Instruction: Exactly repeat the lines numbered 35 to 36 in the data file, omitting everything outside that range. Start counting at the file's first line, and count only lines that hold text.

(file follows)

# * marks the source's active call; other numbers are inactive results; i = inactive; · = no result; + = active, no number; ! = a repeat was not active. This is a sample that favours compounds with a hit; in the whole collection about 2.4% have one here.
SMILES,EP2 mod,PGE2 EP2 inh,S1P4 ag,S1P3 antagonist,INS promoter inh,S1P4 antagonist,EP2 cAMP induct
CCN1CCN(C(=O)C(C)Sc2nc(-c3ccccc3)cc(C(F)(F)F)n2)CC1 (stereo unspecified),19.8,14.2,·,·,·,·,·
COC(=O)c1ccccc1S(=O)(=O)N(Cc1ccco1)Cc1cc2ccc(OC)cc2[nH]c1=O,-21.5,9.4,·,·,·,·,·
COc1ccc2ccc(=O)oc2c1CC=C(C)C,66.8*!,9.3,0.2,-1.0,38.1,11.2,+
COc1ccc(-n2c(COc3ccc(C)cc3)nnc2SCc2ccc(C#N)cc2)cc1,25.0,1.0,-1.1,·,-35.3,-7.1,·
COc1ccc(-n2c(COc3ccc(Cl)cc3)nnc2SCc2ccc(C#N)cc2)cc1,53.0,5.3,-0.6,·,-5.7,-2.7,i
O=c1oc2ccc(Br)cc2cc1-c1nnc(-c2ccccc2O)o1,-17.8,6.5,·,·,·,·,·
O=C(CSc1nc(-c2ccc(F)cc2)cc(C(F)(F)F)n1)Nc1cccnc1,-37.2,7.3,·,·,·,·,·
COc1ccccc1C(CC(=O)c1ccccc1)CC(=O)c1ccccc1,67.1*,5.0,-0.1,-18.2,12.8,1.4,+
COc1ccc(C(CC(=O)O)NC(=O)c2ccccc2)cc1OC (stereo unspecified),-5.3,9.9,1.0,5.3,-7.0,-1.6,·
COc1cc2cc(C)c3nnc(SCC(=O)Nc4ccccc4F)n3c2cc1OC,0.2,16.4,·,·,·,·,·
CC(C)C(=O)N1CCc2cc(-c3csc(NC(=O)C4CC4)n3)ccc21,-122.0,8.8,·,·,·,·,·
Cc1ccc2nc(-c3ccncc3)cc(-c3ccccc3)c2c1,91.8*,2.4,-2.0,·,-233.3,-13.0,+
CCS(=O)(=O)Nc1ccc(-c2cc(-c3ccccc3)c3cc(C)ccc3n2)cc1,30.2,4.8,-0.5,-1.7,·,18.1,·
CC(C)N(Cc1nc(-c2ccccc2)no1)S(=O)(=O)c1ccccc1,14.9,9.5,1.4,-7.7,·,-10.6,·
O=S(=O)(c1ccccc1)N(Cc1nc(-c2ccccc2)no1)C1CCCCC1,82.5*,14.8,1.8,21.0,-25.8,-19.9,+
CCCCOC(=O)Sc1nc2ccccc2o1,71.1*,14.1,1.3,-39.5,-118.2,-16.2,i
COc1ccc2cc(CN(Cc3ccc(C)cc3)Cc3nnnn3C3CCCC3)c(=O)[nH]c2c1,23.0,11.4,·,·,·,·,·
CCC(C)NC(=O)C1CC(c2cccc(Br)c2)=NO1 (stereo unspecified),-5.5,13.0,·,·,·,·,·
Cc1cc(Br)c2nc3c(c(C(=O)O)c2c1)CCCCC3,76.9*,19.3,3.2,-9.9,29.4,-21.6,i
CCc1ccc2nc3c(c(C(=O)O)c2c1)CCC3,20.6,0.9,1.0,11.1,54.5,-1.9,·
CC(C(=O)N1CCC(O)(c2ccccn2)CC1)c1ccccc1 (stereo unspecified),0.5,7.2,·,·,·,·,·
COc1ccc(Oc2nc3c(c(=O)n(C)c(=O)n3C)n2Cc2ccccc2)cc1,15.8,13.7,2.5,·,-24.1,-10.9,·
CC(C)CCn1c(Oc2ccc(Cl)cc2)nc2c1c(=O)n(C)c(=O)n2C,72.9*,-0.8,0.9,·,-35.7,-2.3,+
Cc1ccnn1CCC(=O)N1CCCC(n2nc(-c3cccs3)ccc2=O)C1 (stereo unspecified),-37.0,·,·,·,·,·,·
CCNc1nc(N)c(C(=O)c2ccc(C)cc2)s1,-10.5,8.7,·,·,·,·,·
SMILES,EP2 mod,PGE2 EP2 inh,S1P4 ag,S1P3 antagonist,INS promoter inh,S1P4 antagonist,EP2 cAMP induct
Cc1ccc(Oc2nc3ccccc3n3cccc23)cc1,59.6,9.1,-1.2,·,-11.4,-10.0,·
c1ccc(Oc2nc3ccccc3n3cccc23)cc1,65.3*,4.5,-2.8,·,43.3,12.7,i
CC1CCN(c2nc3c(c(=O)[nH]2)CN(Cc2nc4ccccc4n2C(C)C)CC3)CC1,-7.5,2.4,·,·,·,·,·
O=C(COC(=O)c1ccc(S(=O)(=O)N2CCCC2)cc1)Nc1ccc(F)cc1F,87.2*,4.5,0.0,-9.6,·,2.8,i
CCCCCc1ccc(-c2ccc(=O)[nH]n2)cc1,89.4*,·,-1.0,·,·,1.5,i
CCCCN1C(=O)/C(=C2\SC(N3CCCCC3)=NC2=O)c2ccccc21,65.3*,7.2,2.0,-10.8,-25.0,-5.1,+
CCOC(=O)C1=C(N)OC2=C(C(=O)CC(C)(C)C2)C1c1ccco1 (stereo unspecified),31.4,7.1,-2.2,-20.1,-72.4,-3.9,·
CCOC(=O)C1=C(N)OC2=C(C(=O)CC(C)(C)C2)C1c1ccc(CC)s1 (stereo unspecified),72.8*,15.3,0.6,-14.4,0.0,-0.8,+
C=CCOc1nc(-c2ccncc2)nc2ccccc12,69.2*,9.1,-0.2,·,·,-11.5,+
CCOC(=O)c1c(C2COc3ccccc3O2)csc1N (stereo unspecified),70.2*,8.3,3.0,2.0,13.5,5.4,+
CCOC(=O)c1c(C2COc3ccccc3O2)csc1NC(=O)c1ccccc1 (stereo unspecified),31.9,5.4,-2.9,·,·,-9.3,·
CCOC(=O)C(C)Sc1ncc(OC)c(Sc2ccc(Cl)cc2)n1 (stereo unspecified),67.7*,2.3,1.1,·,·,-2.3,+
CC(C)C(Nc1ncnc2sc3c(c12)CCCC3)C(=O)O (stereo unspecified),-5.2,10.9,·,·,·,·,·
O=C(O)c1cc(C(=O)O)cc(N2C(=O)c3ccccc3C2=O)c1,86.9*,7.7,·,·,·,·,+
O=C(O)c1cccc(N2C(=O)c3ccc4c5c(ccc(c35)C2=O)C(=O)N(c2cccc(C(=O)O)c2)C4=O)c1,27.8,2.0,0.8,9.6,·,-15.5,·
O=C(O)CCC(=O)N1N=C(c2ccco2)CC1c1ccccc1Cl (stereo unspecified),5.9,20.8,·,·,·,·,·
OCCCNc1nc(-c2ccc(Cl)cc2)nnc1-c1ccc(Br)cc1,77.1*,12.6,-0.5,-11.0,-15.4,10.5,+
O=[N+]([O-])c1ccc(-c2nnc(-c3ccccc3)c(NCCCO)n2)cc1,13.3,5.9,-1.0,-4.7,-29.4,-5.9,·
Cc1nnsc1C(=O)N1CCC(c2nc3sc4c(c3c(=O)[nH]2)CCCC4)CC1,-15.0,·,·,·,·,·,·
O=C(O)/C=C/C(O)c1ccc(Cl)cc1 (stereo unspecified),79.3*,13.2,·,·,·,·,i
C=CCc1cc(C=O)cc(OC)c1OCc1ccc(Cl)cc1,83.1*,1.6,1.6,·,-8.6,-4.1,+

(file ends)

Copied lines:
CCOC(=O)C1=C(N)OC2=C(C(=O)CC(C)(C)C2)C1c1ccco1 (stereo unspecified),31.4,7.1,-2.2,-20.1,-72.4,-3.9,·
CCOC(=O)C1=C(N)OC2=C(C(=O)CC(C)(C)C2)C1c1ccc(CC)s1 (stereo unspecified),72.8*,15.3,0.6,-14.4,0.0,-0.8,+